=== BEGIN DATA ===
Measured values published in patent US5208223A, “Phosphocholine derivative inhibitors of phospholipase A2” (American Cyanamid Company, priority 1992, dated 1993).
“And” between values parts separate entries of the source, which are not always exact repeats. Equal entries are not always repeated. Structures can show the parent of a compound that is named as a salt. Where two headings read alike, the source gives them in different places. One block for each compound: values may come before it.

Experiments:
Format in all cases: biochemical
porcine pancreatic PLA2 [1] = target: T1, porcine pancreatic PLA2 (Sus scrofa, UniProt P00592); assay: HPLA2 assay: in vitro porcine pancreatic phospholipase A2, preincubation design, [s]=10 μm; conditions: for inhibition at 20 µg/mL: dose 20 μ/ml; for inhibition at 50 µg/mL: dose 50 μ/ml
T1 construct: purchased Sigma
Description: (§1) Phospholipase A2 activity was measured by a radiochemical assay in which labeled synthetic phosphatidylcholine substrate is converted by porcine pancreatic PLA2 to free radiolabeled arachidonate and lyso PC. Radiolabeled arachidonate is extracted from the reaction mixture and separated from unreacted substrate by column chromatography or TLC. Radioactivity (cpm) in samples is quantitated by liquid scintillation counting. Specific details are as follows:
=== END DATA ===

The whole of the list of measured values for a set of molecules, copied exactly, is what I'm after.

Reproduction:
Measured values published in patent US5208223A, “Phosphocholine derivative inhibitors of phospholipase A2” (American Cyanamid Company, priority 1992, dated 1993).
“And” between values parts separate entries of the source, which are not always exact repeats. Equal entries are not always repeated. Structures can show the parent of a compound that is named as a salt. Where two headings read alike, the source gives them in different places. One block for each compound: values may come before it.

Experiments:
Format in all cases: biochemical
porcine pancreatic PLA2 [1] = target: T1, porcine pancreatic PLA2 (Sus scrofa, UniProt P00592); assay: HPLA2 assay: in vitro porcine pancreatic phospholipase A2, preincubation design, [s]=10 μm; conditions: for inhibition at 20 µg/mL: dose 20 μ/ml; for inhibition at 50 µg/mL: dose 50 μ/ml
T1 construct: purchased Sigma
Description: (§1) Phospholipase A2 activity was measured by a radiochemical assay in which labeled synthetic phosphatidylcholine substrate is converted by porcine pancreatic PLA2 to free radiolabeled arachidonate and lyso PC. Radiolabeled arachidonate is extracted from the reaction mixture and separated from unreacted substrate by column chromatography or TLC. Radioactivity (cpm) in samples is quantitated by liquid scintillation counting. Specific details are as follows: